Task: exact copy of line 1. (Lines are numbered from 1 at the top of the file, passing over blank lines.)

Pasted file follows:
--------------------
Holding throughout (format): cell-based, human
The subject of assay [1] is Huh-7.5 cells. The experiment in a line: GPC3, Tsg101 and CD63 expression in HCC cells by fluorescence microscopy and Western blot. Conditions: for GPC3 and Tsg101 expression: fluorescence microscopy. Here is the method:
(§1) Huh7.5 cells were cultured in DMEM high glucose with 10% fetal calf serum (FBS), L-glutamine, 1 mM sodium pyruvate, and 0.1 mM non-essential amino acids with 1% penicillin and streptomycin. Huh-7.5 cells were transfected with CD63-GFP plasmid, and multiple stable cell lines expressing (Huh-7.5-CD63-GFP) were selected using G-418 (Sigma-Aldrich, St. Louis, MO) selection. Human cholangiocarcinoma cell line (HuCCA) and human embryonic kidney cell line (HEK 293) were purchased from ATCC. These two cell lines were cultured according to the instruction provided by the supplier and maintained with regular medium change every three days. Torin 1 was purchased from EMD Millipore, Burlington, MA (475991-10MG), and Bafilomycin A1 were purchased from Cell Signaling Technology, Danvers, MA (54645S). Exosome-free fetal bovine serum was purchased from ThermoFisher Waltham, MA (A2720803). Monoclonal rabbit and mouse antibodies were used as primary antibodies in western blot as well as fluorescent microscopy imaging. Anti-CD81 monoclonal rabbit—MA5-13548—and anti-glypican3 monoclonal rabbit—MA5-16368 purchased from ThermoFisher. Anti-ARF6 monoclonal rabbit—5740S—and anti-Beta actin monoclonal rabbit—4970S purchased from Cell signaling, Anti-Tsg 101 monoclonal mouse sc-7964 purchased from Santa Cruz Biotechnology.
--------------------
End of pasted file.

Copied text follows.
Holding throughout (format): cell-based, human